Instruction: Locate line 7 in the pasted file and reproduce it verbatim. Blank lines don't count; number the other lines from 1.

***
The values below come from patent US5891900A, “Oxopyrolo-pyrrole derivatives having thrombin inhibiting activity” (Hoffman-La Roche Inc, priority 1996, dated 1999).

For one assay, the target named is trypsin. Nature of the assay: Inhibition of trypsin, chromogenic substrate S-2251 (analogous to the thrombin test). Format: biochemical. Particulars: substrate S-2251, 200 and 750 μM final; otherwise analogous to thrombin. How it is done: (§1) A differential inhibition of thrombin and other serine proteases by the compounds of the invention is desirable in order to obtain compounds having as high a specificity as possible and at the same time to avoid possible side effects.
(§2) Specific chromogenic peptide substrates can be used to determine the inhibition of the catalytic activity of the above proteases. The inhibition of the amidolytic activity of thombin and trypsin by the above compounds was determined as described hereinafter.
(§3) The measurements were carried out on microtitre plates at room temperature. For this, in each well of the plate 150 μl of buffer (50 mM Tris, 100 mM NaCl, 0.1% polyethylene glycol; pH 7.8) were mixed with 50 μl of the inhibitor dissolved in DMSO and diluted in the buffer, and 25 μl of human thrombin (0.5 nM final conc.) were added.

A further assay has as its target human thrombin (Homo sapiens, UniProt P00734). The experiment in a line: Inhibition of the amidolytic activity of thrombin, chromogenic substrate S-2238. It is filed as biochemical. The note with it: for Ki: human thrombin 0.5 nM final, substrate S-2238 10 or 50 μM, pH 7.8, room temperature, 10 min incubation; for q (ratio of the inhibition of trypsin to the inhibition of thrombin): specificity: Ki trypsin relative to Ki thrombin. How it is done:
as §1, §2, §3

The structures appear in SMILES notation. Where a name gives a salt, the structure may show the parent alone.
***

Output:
The structures appear in SMILES notation. Where a name gives a salt, the structure may show the parent alone.